Take action: If you’re concerned about shopping in person right now, many of these businesses, though small, offer online shopping, with options for in-store pick-up, curbside delivery, and/or mail options. 


#6. Donate to local charities. Nonprofits could always use your financial support, so consider making a monetary donation to help them carry out their mission in our community. But if money is tight (or you want to support in other ways), think beyond just donating dollars.

Ideas: 

  • Consider donating to a charity in someone else’s name as an altruistic gift on behalf of a friend or relative. 
  • Give blood to our local blood bank.
  • Donate new or used books to our community library.
  • Send school supplies to our neighborhood elementary school.
  • Help struggling neighbors by donating blankets to the homeless.
  • Pick out toys to give to a charity that caters to families.5

Take action: Many collection efforts run by charitable organizations and businesses take place during the holidays. Look to see what’s already taking place in our community and choose one or more to give to this season.  


CARE FOR YOUR NEIGHBORS

#7. Organize a holiday food drive. This year, in particular, people are struggling to pay their bills and put food on the table. The pandemic has caused many businesses to close or reduce their staff size, putting many people out of work.

Ideas: 

  • If you personally know someone who needs help buying groceries, reach out and offer to help that one family. 
  • If not, partner with a local food bank, soup kitchen, nonprofit or community organization that feeds people in need. 
  • Round up a few friends, family, co-workers, or neighbors to collect food for a few weeks. Then deliver the bounty in time for the holidays.

Take action: Take advantage of your grocery store coupons and buy-one-get-one offers to inexpensively stock up on nonperishable goods.


#8. Adopt a family or an individual. The holidays can be a struggle, especially financially, for some families. They might not be able to buy a Christmas tree or presents for their children. Maybe their holiday meal consists of boxed macaroni and cheese because they can’t afford a turkey and fresh vegetables. You can make a difference by “adopting” a particular family (or even just a child) to help make their holiday special.

Ideas: 

  • If you know a needy family, help them directly. 
  • If not, ask a community group for the name of a family or individual in need. 
  • Some businesses even sponsor toy drives or “angel trees” where you can pick the name of a needy family off the tree and buy from their wish lists.

Take action: This works great as a family project. Get the kids in your life involved to help make holiday cards and pick out toys to give to the children in the adopted family.


#9. Volunteer. Depending on your schedule and your preferences, you might be able to volunteer in-person or from home, whether it’s a one-time effort or ongoing project. It’s a great way to meet like-minded people in your community as you make a positive impact together for a shared cause.

Ideas: 

  • Give your time to a cause or organization that really matters to you, such as your local school, animal rescue organization, mental health awareness group, or environmental nonprofit.6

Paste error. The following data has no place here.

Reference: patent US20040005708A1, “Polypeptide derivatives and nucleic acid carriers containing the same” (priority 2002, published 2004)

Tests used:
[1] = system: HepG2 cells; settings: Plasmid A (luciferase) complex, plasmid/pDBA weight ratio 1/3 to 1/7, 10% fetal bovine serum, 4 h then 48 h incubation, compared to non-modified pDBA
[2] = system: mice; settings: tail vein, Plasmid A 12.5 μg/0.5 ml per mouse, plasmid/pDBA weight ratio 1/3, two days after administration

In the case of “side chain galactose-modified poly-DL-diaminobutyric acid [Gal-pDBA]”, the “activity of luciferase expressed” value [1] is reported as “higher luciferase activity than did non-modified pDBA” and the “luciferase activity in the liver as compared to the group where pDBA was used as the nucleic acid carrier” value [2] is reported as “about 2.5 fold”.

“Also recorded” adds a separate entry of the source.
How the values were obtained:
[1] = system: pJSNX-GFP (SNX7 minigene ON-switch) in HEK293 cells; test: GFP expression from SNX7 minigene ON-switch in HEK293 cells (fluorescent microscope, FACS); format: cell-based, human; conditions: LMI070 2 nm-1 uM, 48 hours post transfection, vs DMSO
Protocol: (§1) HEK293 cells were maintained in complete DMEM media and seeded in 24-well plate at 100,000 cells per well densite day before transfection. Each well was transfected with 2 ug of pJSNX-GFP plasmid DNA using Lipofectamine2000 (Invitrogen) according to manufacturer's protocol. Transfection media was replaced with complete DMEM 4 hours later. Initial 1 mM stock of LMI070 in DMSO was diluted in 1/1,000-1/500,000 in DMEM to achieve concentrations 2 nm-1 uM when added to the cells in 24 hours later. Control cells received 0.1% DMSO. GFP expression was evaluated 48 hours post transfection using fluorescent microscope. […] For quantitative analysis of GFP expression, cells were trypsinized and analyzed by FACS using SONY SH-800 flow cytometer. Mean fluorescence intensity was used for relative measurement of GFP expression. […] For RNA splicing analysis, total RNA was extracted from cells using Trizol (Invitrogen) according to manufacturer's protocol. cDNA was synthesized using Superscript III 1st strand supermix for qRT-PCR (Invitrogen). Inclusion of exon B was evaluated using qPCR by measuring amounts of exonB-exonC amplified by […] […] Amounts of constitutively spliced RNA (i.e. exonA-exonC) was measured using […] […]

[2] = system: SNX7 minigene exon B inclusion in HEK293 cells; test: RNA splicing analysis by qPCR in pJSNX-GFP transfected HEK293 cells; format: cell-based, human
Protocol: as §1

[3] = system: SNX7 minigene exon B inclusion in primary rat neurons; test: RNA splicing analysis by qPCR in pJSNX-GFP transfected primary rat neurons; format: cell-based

• Tap into a skill you already have, like creating videos, and offer your services.
  • Or learn a new skill (like fundraising) to benefit your cause of choice.

Take action: Start with your local community to see where its needs are the greatest. Make a point to help this holiday season, perhaps extending your commitment throughout 2021.


#10. Perform random acts of kindness. Don’t think you need to “go big or go home” in your give-back efforts. You can make a big difference one small act at a time.

Ideas: 

  • Give a generous tip to a waitress. 
  • Pay for the coffee of the car behind you in the drive-through. 
  • Take care of a neighbor’s pet while they’re out of town. 
  • Send holiday cards to deployed military personnel. 
  • Deliver a plate of homemade holiday cookies to our local fire or police station. 
  • Smile at a stranger. 
  • Rake leaves for an elderly neighbor. 
  • Thank your child’s teacher for all their hard work this year. 
  • Send an uplifting text to a friend. 
  • Compliment someone. 
  • Help a coworker with an unpleasant task.   

Take action: Need more ideas? Visit randomactsofkindness.org for hundreds of inspiring ways to make someone’s day a little brighter.


HOW WE CAN HELP YOU?

As real estate experts in our local community, I have tuned into the unique needs of the place we all call home. Reach out to me today to discuss more ways to make a positive impact in our community—this holiday season and beyond. And I want to make sure you’re taken care of, too. If you’re thinking about buying or selling a home now or in the near future, let us help you!

 


Sources:

  1. Redfin – 
    https://www.redfin.com/blog/attract-wildlife-to-your-backyard/#:~:text=Sow%20plants%20that%20provide%20essentials,these%20alternate%20natural%20food%20sources
  2. The Groundwater Foundation – 
    https://www.groundwater.org/action/home/raingardens.html
  3. The Globe and Mail – 
    https://www.theglobeandmail.com/life/home-and-garden/how-neighbours-and-online-maps-can-help-deter-break-ins/article34886427/
  4. Parade – 
    https://parade.com/1083640/stephanieosmanski/what-is-civic-engagement/